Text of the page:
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Unvaxxed kids face trip ban

NCR mayors discuss issue, other guidelines on children this week

Metro Manila mayors are set to decide whether to reimpose travel restrictions on unvaccinated young children after a 2-year-old boy tested positive for COVID-19 following a visit to the mall, Interior Secretary Eduardo Año said Sunday.

Unvaxxed kids face trip ban
Shoppers, including parents who brought along their young kids, troop to Divisoria in Manila over the weekend under the more relaxed Alert Level 2 prevailing over the National Capital Region. Metro Manila mayors, however, are reviewing existing guidelines for children outdoors to prevent pediatric COVID-19 infections. Norman Cruz
Año told radio dzBB that Metropolitan Manila Development Authority (MMDA) Chairman Benhur Abalos Jr. said the mayors would tackle the issue this week at a meeting.

The mayors on Friday said they will review the guidelines for allowing children outdoors, including inside malls.

Minors have been allowed to go out of their homes and move around under Alert Level 2 as the government opens up more establishments to spur the economy.

Año said they would also have to consult with pediatric experts.

Local government units (LGUs) have the authority to reimpose restrictions if they are needed, Año said.

He added that they are also investigating the report about the 2-year-old boy to see if the test produced a false positive.

“It's too early to make any conclusions, but it's good that we study the matter,” he said.

The Department of Health said the case of the 2-year-old boy would not affect the Alert Level 2 status of Metro Manila.

Also on Sunday, the Food and Drug Administration (FDA) said that, so far, there have been no adverse reactions reported among children in the 12-17 age group who got their first dose of COVID-19 vaccines.

FDA Director General Eric Domingo told radio dzBB that only a few children -- nine from those who got the Pfizer vaccine, and one who got Moderna -- experienced allergies, hyperventilation, and post-vaccination body pain but they all got better the next day.

At present, the FDA has approved only Pfizer and Moderna COVID-19 vaccines for children ages 12 to 17.

“So far, with about 400,000 minors already vaccinated, we have not seen any adverse events that really caused problems,” Domingo said in Filipino.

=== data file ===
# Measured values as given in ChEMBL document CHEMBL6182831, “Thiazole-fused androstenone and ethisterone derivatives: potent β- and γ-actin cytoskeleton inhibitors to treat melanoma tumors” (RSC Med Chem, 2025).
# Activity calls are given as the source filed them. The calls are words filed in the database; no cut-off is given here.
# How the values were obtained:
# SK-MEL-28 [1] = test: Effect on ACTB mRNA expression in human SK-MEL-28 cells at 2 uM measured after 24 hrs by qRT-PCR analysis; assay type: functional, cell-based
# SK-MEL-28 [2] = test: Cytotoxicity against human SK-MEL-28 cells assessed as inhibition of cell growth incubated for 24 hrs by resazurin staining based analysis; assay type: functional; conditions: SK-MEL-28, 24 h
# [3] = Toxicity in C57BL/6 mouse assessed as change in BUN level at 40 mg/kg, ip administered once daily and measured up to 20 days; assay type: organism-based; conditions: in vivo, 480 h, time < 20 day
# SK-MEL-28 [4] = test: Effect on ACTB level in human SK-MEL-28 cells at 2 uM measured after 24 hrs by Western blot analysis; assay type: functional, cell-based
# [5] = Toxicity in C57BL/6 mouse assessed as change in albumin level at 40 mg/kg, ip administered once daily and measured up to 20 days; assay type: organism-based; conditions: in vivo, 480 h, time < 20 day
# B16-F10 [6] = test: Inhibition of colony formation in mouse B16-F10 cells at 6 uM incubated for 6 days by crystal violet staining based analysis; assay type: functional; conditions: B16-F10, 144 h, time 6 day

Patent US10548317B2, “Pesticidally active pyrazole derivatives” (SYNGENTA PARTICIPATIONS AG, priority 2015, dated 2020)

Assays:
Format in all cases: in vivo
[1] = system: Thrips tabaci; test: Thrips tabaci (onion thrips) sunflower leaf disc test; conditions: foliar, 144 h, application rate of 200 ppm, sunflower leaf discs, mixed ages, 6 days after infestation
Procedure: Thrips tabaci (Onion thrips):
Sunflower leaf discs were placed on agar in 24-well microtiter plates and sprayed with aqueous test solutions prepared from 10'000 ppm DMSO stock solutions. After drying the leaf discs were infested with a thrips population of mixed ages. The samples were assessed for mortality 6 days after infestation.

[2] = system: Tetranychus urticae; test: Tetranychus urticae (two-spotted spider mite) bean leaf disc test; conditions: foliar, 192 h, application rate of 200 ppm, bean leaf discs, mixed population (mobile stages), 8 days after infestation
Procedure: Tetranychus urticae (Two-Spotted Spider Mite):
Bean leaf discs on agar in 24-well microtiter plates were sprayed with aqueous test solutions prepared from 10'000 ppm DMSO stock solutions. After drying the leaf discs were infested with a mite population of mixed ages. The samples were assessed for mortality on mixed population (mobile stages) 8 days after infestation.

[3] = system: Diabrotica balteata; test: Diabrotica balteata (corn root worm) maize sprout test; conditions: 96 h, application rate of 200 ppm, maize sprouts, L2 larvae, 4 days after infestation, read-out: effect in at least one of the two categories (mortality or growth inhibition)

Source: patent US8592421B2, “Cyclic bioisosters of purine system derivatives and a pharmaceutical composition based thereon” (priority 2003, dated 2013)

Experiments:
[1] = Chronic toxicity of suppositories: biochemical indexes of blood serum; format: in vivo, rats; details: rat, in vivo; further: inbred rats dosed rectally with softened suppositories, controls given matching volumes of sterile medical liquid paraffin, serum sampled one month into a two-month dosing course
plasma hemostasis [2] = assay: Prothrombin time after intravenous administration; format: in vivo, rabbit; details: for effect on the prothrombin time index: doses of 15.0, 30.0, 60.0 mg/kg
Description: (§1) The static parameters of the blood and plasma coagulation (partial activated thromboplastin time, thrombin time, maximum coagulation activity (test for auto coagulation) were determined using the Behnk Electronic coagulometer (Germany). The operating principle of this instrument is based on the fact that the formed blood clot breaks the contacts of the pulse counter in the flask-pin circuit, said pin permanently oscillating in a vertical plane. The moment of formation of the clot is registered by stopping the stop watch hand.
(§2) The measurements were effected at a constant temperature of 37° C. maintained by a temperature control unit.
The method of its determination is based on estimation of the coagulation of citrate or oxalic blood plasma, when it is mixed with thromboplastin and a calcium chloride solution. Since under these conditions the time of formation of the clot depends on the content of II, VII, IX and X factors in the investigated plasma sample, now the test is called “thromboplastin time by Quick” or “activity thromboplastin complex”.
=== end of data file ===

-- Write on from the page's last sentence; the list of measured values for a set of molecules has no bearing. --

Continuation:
Domingo also said that minors with no underlying conditions need not present medical certificates from their doctors before getting vaccinated.

The government started its pediatric inoculation program on Oct. 15 for those with comorbidities, and on Nov. 3 for all minors in the 12-17 age group.

Government data show that there are 12.7 million children ages 12 to 17 in the country, with 1.2 million of them having comorbidities. The government is targeting to vaccinate 80 percent or about 10 million of them by December 2021.

For the vaccination of kids ages 5 to 11, Domingo said they might be receiving only half of the dose due to their lighter body weight.

Año also said the Inter-Agency Task Force for the Management of Emerging Infectious Diseases (IATF) has recommended that face shields be required only under certain alert levels. He would not say, however, at what level the shields would no longer be required.

More tourist destinations, meanwhile, have decided to waive RT-PCR tests for travelers in favor of proof of full vaccination.

On Nov. 13, 2021, the popular tourism sites in Tarlac, Pampanga and Nueva Ecija no longer require Rt-PCR tests while starting Nov. 15, the islands of, Camiguin, Oriental Mindoro, Masbate, Camarines Norte, Iloilo and the province of Batangas will also waive the said test.

Boracay, Guimaras, Negros Occidental, Bohol, Southern Leyte, Zamboanga del Sur, Zamboanga Sibugay, Misamis Oriental, Bulacan, and Cebu Province will be waiving the RT-PCR test as a travel requirement on Nov. 16, 2021.

“With the lifting of the testing requirements for fully vaccinated visitors to these destinations, travel has become more affordable and accessible for domestic tourists, especially with the coming holiday season,” said Tourism Secretary Berna Romulo-Puyat.

In lieu of the RT-PCR test, the destinations require only vaccination cards issued by the Department of Health (DOH) or the local government unit (LGU) where the vaccination was administered.

Puyat, however, reminded tourists to observe minimum health and safety protocols when traveling.

Puyat also reminded tourism businesses, workers, and other stakeholders not to be complacent with the easing of domestic travel to prevent COVID-19 cases from increasing—which could halt the recovery of the country's tourism industry.

“Seeing how the reopening of tourism all over the country is helping Filipinos return to their jobs, we cannot afford a new surge of COVID-19 infections and a return to the restrictions imposed by a stricter quarantine. Let us do our individual parts to ensure that there will be no outbreaks in our destinations,” she said.

She added that in Boracay Island alone, the vaccination rate among tourism workers reached 100 percent for those who have received the first dose, which means more workers—who were not included in the DOT’s initial target—are now able to return to their jobs.

Other destinations that have started accepting vaccination cards for travel purposes are San Vicente, Palawan, Naga City, Camarines Sur, Baguio City, Benguet, Cebu City and Mandaue City, Clark Freeport Zone, Subic Bay Freeport Zone, Dingalan in Aurora, Maasin City and Ormoc in Leyte, Calbayog City in Samar and Mati, Davao Oriental.

Topics: Metro Manila , COVID-19 , Eduardo Año , Metropolitan Manila Development Authority
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